Despite interest from Newcastle and West Ham, at no stage did it really feel Ake would be heading anywhere other than the South coast. I would have thought some larger clubs might have shown some interest too but Chelsea probably wouldn’t have been so keen to do business.
Ake has slotted right into the first-team picture this season, starting every game. It looks like Howe’s preferred combination at the back will be Cook and Ake. Tyrone Mings has come in when Bournemouth have changed to a back three. Ake therefore looks like he’s re-established himself already, as you would expect for a record signing.
However given Bournemouth’s approach I do slightly fear for Ake’s development. Bournemouth are known to play quite open with minimal regard for quickly returning into defensive shapes. Defensively they have been one of the poorest in the league for sometime. It has been their attacking flair which has helped them avoid closer relegation scraps.
Individually their defenders aren’t bad but they are often made to look worst than they actually are by the lack of support they are given. Despite his history as a defender, I’m not convinced Eddie Howe is the man to help develop Ake into a top class player given the way he approaches games and his record with good young players.
Some top quality youngsters have come to Bournemouth and very few have actually taken their game on. The likes of Wilshere, Iturbe, Ibe and Lewis Cook in particular have shown little or no benefit from their time at Bournemouth. Questions need to be asked of the individuals of course but it is starting to become a bit of a trend.
The inadequate defensive training and preparation is my main concern. I’m not sure how a defensive player is supposed to improve without the right guidance. Ake is at such an important stage of his career and his development. Part of me does think he would have been better served with someone like Benitez or Pulis who are tactically better.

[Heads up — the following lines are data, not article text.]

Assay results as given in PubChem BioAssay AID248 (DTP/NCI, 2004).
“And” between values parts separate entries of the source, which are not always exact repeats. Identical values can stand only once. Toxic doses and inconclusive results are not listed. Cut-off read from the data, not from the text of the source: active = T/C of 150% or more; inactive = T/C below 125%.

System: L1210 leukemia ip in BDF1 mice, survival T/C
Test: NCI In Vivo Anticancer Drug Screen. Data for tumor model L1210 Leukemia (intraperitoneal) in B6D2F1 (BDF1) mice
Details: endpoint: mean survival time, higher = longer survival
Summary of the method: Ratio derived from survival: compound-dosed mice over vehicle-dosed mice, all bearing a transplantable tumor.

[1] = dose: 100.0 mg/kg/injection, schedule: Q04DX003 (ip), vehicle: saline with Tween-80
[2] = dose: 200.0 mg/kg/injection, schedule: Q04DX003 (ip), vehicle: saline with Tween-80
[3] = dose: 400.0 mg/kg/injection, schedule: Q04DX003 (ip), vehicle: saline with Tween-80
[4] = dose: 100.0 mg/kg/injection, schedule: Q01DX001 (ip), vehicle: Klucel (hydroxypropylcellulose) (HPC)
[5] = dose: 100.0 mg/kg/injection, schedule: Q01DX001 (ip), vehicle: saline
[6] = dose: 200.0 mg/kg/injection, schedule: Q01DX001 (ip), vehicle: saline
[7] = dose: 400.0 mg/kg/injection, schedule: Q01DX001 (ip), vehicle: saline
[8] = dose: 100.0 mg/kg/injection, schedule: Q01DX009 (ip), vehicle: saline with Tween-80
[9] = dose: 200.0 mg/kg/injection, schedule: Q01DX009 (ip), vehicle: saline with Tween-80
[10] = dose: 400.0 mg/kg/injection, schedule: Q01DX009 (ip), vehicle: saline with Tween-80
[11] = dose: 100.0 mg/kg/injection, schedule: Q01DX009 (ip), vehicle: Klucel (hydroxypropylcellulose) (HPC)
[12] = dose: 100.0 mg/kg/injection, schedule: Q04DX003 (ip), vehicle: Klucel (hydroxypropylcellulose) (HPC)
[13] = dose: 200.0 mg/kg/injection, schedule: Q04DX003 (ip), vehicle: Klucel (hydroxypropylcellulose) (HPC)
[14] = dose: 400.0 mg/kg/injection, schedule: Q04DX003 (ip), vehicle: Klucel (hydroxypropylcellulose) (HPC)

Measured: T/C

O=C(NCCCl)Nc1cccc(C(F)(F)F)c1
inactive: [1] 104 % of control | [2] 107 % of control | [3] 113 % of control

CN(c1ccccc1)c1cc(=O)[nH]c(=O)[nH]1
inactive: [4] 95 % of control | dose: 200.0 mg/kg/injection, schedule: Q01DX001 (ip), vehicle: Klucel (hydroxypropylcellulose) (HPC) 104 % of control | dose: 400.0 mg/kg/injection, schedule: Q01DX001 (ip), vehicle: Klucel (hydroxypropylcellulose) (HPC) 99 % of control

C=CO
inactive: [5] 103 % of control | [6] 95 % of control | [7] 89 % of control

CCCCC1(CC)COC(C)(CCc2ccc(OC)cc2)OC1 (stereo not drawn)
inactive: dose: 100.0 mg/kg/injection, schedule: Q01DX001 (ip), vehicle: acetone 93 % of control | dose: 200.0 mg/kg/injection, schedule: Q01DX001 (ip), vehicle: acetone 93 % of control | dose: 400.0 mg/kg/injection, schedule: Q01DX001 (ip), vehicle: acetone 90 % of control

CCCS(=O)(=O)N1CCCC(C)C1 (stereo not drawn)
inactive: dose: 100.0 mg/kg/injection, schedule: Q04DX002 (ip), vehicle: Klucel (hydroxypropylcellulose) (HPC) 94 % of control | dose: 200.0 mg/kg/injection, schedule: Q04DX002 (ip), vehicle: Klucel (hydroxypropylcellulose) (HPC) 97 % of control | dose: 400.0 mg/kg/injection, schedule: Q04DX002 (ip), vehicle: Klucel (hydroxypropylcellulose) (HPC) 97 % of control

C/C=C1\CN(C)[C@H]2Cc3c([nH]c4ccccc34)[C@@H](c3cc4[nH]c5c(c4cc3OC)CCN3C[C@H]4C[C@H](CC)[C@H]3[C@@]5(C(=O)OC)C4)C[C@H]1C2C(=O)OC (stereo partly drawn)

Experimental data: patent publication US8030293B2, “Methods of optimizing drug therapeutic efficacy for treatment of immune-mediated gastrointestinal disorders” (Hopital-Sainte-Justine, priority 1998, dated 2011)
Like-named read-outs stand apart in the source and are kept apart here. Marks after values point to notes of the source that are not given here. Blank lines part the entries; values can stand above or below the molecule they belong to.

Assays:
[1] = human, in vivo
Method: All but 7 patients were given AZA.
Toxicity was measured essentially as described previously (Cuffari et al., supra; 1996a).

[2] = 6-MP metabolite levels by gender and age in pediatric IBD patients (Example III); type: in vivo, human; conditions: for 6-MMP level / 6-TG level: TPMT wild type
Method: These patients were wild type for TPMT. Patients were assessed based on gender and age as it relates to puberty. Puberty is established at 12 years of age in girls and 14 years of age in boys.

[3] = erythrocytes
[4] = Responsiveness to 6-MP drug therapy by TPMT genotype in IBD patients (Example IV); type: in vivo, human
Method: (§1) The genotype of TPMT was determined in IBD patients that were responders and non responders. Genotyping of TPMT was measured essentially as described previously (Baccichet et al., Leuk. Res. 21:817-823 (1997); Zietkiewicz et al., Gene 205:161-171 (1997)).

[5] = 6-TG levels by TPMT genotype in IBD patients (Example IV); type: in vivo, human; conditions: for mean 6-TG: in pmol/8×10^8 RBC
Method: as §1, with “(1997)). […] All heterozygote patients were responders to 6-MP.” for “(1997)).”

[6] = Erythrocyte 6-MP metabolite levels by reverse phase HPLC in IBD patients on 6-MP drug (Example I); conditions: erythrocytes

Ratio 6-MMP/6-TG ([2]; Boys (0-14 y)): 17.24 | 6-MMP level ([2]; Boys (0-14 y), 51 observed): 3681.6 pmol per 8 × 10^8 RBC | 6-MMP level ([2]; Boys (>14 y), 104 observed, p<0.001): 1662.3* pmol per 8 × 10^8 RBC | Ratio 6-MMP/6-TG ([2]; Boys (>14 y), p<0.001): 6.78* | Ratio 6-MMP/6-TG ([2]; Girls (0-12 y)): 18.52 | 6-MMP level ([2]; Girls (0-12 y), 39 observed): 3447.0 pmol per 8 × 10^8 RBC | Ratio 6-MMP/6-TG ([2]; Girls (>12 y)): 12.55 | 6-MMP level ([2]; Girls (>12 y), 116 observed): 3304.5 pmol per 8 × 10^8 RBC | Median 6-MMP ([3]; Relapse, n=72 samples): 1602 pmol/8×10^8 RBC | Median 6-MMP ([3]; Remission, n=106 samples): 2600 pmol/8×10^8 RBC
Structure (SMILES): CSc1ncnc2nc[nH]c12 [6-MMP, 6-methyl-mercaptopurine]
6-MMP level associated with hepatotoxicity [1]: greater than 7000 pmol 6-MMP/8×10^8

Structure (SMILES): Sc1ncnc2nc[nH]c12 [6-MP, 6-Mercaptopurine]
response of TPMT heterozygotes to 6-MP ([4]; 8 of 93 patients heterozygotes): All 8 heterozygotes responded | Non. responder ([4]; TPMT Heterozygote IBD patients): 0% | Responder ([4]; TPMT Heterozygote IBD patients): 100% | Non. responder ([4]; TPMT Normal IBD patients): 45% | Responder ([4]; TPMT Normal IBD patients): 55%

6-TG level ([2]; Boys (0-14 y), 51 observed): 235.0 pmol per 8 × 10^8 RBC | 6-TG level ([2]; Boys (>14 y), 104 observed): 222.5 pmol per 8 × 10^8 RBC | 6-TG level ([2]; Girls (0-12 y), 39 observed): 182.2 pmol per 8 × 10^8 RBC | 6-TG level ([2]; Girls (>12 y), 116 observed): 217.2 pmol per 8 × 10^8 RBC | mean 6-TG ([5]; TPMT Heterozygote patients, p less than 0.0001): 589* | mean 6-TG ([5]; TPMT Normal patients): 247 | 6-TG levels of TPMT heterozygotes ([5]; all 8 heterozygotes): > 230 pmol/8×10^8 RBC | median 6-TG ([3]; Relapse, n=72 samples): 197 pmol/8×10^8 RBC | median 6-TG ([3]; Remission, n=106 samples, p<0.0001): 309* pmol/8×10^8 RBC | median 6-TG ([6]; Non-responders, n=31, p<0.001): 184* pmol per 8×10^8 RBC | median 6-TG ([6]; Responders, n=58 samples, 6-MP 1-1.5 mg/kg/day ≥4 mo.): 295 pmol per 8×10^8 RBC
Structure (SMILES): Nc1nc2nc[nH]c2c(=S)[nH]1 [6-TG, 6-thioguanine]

Bournemouth’s problems have re-emerged this season. Worryingly they aren’t clicking in an attacking sense either. This has resulted in their poor start to the season with four loses on the bounce. Bournemouth could find themselves in a lot of trouble this season if their attack doesn’t start to click soon. A more practical approach to games may also help, leaving themselves less open but I doubt Howe will move away from what has helped lead the club to the greatest period in its history.
Ake is without doubt one of their best defenders at Bournemouth, so they’ve improved their team with his signing. He also has potential to improve further. It’s great business at £20mil by them. I’m just unsure whether Ake will really benefit from the move as much as he thinks.
Chelsea have under-valued Ake so it’s hard to make a case for them being the biggest winners in this deal as something catastrophic would have to happen to Ake’s career for his value not to rise further. I do have my doubts that he will progress to the highest levels though after this move, so Chelsea fans may find some comfort in that. It looks unlikely they have lost a guarantee future starter at the moment.
I’m not completely ruiling Ake out though. If Ake moves on to a club with better tactical coaches sooner rather than later he could fulfill his potential.
— AFC Bournemouth 🍒 (@afcbournemouth) June 30, 2017
Good move for Ake or not? Leave a comment below.